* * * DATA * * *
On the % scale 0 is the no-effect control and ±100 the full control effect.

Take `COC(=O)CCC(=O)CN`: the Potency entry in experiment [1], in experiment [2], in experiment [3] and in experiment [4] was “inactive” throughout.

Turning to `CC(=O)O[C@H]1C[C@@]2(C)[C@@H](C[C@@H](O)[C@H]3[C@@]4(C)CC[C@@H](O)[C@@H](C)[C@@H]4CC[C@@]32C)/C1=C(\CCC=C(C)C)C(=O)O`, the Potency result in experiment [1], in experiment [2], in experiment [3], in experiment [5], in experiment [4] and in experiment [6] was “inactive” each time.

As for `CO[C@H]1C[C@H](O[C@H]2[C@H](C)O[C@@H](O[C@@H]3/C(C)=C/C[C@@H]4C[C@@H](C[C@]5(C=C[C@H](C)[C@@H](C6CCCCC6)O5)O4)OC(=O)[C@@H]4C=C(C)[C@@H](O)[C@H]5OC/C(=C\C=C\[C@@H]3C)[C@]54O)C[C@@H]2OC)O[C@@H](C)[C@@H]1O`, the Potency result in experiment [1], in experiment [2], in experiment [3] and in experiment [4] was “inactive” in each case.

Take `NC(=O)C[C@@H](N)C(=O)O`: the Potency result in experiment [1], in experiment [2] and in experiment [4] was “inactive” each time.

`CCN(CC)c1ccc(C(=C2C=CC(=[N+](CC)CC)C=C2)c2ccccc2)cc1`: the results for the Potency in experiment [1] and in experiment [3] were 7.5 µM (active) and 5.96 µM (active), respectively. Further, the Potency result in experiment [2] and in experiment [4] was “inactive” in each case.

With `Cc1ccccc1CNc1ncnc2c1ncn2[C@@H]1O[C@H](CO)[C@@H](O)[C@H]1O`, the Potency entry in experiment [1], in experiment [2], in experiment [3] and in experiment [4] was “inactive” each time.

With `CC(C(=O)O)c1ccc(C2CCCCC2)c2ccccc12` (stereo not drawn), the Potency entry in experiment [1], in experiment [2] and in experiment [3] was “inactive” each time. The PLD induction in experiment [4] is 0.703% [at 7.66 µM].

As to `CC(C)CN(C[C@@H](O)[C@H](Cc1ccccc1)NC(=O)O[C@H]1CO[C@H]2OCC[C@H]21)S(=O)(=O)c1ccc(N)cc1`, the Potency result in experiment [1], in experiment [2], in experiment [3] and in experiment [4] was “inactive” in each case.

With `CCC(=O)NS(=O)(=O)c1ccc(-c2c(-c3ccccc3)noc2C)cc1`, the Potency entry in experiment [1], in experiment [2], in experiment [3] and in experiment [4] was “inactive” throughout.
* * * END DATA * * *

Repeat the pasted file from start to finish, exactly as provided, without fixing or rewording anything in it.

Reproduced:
On the % scale 0 is the no-effect control and ±100 the full control effect.

Take `COC(=O)CCC(=O)CN`: the Potency entry in experiment [1], in experiment [2], in experiment [3] and in experiment [4] was “inactive” throughout.

Turning to `CC(=O)O[C@H]1C[C@@]2(C)[C@@H](C[C@@H](O)[C@H]3[C@@]4(C)CC[C@@H](O)[C@@H](C)[C@@H]4CC[C@@]32C)/C1=C(\CCC=C(C)C)C(=O)O`, the Potency result in experiment [1], in experiment [2], in experiment [3], in experiment [5], in experiment [4] and in experiment [6] was “inactive” each time.

As for `CO[C@H]1C[C@H](O[C@H]2[C@H](C)O[C@@H](O[C@@H]3/C(C)=C/C[C@@H]4C[C@@H](C[C@]5(C=C[C@H](C)[C@@H](C6CCCCC6)O5)O4)OC(=O)[C@@H]4C=C(C)[C@@H](O)[C@H]5OC/C(=C\C=C\[C@@H]3C)[C@]54O)C[C@@H]2OC)O[C@@H](C)[C@@H]1O`, the Potency result in experiment [1], in experiment [2], in experiment [3] and in experiment [4] was “inactive” in each case.

Take `NC(=O)C[C@@H](N)C(=O)O`: the Potency result in experiment [1], in experiment [2] and in experiment [4] was “inactive” each time.

`CCN(CC)c1ccc(C(=C2C=CC(=[N+](CC)CC)C=C2)c2ccccc2)cc1`: the results for the Potency in experiment [1] and in experiment [3] were 7.5 µM (active) and 5.96 µM (active), respectively. Further, the Potency result in experiment [2] and in experiment [4] was “inactive” in each case.

With `Cc1ccccc1CNc1ncnc2c1ncn2[C@@H]1O[C@H](CO)[C@@H](O)[C@H]1O`, the Potency entry in experiment [1], in experiment [2], in experiment [3] and in experiment [4] was “inactive” each time.

With `CC(C(=O)O)c1ccc(C2CCCCC2)c2ccccc12` (stereo not drawn), the Potency entry in experiment [1], in experiment [2] and in experiment [3] was “inactive” each time. The PLD induction in experiment [4] is 0.703% [at 7.66 µM].

As to `CC(C)CN(C[C@@H](O)[C@H](Cc1ccccc1)NC(=O)O[C@H]1CO[C@H]2OCC[C@H]21)S(=O)(=O)c1ccc(N)cc1`, the Potency result in experiment [1], in experiment [2], in experiment [3] and in experiment [4] was “inactive” in each case.

With `CCC(=O)NS(=O)(=O)c1ccc(-c2c(-c3ccccc3)noc2C)cc1`, the Potency entry in experiment [1], in experiment [2], in experiment [3] and in experiment [4] was “inactive” throughout.